Predator vs. Judge Dredd vs. Aliens #1
IDW Publishing, July 2016
Writer: John Layman
“Predator vs. Judge Dredd vs. Aliens” is a crossover comic book from American publisher IDW Publishing. As the title suggest, it features three extremely popular science fiction franchises. The central figures of each go head-to-head against each other in a story that is expected to favor flashy action over narrative depth. (“Predator” began its life as a motion picture starring action actor Arnold Schwarzenegger, and features a monstrous alien which hunts humans. “Alien” is a series of motion pictures involving a terrifying “xenomorph” species with acid for blood, retractable jaws and a penchant for laying eggs inside its human victims.)
Do not envy the task of a writer who needs to craft a solid, coherent and believable inter-franchise crossover, especially if the characters exist on completely separate and incompatible universes or timelines.
But to his credit, author John Layman manages to set up a story that does not require a strained suspension of disbelief, beyond the typical amount which an average sci fi comic requires. Helpful to that is the setting: the owner of the Judge Dredd properties, 2000 AD Publishing, has a locale in its continuity called the “Cursed Earth”. This is a place intentionally kept vague beyond its description other than as an irradiated wasteland in Judge Dredd’s post-apocalyptic world. It is a place inhabited by mutants, robots, and monsters. A Predator and a Xenomorph Alien would not be too out of place.
“Predator vs. Judge Dredd vs. Aliens” explains how the three franchise elements interact by starting with a Predator finding itself stranded in a swamp land called the Alabama Morass. Ironically this location is stalked and hunted by a group of animal/human hybrids who consider the swamp their territory. The Predator is overwhelmed through sheer numbers and is taken alive to the beasts’ leader – a mad scientist whose genetic experimentation is said to be responsible for the existence of the swamp’s savage denizens. The Predator’s ship is also ransacked, its weapons sequestered along with its trophy room. One trophy in particular caught the mad scientist’s interest: the skull of a Xenomorph.
The comic then shifts to the perspective of a group of Street Judges, located in a future city called “Mega City One”. Street Judges in 2000 AD’s continuity universe are paramilitary units who serve as judge and police officers, giving them complete and often brutal authority to apprehend, try, and sentence criminals on the spot. This cohort is led by Judge Dredd and the psionic Judge Anderson. They are on a manhunt for a criminal cult, the members of which they manage to apprehend while the leader escapes in the direction, inevitably, of the Alabama Morass.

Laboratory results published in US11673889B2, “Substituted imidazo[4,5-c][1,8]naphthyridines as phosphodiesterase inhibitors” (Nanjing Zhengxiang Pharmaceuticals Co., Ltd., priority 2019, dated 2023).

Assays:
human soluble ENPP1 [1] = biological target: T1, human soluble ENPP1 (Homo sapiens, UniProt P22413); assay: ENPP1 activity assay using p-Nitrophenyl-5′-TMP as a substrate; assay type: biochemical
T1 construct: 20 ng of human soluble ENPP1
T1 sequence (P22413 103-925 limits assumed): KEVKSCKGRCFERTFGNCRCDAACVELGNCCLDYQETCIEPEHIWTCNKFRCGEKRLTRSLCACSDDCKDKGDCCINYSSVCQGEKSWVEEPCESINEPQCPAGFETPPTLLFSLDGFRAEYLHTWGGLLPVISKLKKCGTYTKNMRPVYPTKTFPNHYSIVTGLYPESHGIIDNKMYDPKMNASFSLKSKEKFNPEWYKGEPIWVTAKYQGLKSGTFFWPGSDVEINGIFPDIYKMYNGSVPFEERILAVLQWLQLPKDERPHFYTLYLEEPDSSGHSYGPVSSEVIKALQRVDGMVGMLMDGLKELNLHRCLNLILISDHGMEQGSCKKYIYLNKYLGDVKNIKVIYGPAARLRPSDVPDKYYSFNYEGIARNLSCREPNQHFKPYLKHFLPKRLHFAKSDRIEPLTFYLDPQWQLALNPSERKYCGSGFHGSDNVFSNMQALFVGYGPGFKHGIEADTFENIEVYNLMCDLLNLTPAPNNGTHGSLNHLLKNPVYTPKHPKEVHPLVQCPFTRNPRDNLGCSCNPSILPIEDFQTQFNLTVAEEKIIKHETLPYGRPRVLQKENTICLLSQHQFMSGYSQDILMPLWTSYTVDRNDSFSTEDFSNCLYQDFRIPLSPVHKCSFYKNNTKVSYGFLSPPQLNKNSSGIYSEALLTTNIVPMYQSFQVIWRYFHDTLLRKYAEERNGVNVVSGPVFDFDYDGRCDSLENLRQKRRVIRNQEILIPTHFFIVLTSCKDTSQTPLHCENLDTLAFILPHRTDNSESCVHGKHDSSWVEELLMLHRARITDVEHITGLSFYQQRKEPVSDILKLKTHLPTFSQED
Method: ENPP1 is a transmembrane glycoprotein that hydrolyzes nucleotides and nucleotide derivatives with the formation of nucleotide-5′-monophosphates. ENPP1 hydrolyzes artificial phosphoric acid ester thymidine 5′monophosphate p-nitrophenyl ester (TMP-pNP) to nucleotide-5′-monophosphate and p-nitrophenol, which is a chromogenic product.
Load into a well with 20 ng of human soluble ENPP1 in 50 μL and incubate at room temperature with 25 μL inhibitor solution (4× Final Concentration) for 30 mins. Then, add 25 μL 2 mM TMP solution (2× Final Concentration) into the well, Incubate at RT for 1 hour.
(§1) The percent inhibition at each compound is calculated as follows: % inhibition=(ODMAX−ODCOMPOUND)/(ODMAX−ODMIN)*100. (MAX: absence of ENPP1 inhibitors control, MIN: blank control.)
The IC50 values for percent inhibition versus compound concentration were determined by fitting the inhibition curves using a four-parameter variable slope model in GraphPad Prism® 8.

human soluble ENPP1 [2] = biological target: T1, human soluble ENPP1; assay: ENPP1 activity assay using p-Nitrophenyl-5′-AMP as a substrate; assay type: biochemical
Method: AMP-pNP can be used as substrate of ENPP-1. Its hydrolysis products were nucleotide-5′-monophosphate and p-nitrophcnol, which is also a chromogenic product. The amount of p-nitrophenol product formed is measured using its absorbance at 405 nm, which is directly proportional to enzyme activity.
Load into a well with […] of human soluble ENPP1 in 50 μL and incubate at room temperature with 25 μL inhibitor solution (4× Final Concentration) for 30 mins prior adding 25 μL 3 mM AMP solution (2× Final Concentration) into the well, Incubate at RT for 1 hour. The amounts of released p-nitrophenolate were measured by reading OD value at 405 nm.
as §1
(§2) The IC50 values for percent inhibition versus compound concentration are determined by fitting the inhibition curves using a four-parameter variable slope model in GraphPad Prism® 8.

Dredd is advised to let the cult leader go as Alabama Morass is reputed to be a dangerous place where trespassers are never allowed to leave alive. But the Judges – and particularly Dredd’s – strict code forbid letting criminals go unpunished. And so they decide to head towards Alabama Morass in pursuit of the fugitive.
The final few pages of the comic succeeds in placing all the key players on the proverbial chessboard – with the mad scientist deciding to clone the Xenomorph (and anyone familiar with the Aliens franchise know where this will lead to) utilising the skull trophy, the captive Predator being experimented upon, and the revelation of a group of trespassers consisting of Predators who have followed a beacon left behind by their comrade. The stage is set for a potentially enjoyable, if somewhat mindless, battle royale between Street Judges, Predators, Xenomorphs, and the hapless mutants of the Alabama Morass caught in between.
This comic should not be approached with high expectations other than to witness popular sci fi characters duke it out. But to give credit where it is due, this first issue manages to build a solid narrative with a believable explanation as to how these characters from vastly different continuities managed to not only coexist but meet each other in combat. This is a commendable departure from the average comic book crossover hack tactics where morally upstanding characters regularly get into fisticuffs over a simple misunderstanding or through a convenient “mind control” plot device.